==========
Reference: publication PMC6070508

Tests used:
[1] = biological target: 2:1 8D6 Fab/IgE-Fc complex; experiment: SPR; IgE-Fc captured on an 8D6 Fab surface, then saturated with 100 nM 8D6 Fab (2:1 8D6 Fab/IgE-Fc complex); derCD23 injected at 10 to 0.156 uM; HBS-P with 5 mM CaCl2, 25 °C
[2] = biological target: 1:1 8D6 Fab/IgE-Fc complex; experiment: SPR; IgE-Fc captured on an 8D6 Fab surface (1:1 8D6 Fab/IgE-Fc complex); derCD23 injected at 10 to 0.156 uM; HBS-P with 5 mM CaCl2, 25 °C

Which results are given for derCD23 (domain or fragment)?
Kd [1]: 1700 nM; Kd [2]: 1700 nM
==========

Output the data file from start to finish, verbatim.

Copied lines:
Reference: publication PMC6070508

Tests used:
[1] = biological target: 2:1 8D6 Fab/IgE-Fc complex; experiment: SPR; IgE-Fc captured on an 8D6 Fab surface, then saturated with 100 nM 8D6 Fab (2:1 8D6 Fab/IgE-Fc complex); derCD23 injected at 10 to 0.156 uM; HBS-P with 5 mM CaCl2, 25 °C
[2] = biological target: 1:1 8D6 Fab/IgE-Fc complex; experiment: SPR; IgE-Fc captured on an 8D6 Fab surface (1:1 8D6 Fab/IgE-Fc complex); derCD23 injected at 10 to 0.156 uM; HBS-P with 5 mM CaCl2, 25 °C

Which results are given for derCD23 (domain or fragment)?
Kd [1]: 1700 nM; Kd [2]: 1700 nM